Law to give DPS police powers passes, MU decision to follow
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Gov. Scott Walker signed a bill into law giving the Department of Public Safety police powers at a ceremony Monday morning in the Alumni Memorial Union, but no decision whether to act on the new law has been made by the university.
“This legislation, once it becomes law, will open the door for Marquette University to have the ability that private colleges and universities have in 21 other states and the District of Columbia,” Walker said. “In the end, I believe that it will provide tremendous value to students and the faculty and the staff, but also the community.”
Walker spoke briefly before signing the bill, and thanked school administrators, Milwaukee police, Rep. Gwen Moore (D), and state legislators Sen. Alberta Darling (R) and Rep. Dale Kooyenga (R), among others. Darling and Kooyenga were the primary authors of the legislation.
Interim University President the Rev. Robert A. Wild stressed that this law only gives the university the option of establishing a police force, and no official decision to actually implement one has been reached. If the university decides to take that option, it will add roughly 50 commissioned police officers to the Avenues West area.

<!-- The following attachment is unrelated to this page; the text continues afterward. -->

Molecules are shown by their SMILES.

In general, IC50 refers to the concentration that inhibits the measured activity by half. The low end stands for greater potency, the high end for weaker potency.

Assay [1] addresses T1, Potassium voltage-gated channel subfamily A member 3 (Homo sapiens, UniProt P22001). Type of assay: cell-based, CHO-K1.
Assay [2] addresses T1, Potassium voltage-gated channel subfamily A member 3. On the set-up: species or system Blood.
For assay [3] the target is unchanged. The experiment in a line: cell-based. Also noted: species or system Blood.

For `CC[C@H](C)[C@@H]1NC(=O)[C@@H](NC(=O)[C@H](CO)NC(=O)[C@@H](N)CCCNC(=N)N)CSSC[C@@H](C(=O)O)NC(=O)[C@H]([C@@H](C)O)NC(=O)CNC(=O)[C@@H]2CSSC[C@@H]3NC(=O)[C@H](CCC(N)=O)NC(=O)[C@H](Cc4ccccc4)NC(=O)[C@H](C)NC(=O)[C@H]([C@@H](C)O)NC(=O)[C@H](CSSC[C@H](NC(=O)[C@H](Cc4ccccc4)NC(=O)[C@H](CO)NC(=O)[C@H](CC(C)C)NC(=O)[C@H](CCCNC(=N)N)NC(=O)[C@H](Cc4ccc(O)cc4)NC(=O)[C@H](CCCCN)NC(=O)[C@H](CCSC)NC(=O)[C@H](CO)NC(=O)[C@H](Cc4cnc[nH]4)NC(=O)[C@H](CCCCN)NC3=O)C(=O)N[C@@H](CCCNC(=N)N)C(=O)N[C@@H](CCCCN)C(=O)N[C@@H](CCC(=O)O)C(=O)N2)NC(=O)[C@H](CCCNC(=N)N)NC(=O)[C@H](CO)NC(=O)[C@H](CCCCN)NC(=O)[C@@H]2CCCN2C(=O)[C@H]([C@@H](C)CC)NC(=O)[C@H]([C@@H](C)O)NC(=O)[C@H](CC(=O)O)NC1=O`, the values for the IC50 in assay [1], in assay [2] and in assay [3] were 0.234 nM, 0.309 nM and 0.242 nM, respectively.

Senate Bill 610, which passed through the Wisconsin State Legislature in April, allows the university to enter into an agreement with the state and the city of Milwaukee to establish a police force run by the university and endowed with the powers of city police officers.
“I think the important thing we want to emphasize is that our mission is not going to change,” said Paul Mascari, interim associate director of DPS. “We’re still dedicated to the safety of the community and to the relationship we’ve built over the years.”
Mascari said the decision to form an internal police force will only happen if it benefits DPS operations.
“We’ll only do it if it makes us more efficient and more effective,” he said.
Vice President of Student Affairs L. Christopher Miller said a Marquette police force would add “great value.”
Miller said an exploratory committee this fall will look into forming a police department. That committee would have representatives from all of the university constituents.
If Marquette decides to form a full police force, it would likely be at a large cost to the university. However, Miller said that while Marquette would be eligible for a variety of federal grants and other means of subsidizing the cost, the actual cost to the university is not known.
“I don’t think that there would be any one initiative that would lend itself to tuition increases,” Miller added.
Brian Dorrington, senior director of university communication, did not offer any specific answer to the question of a tuition increase but noted the university “has gone to great lengths” to keep tuition “as low as possible.”
Miller, who chaired the university’s internal task force to review the idea of an internal police department, said granting police powers to DPS would unequivocally make campus and the surrounding community more secure.
“Without question it would enhance safety of all of our students,” Miller said.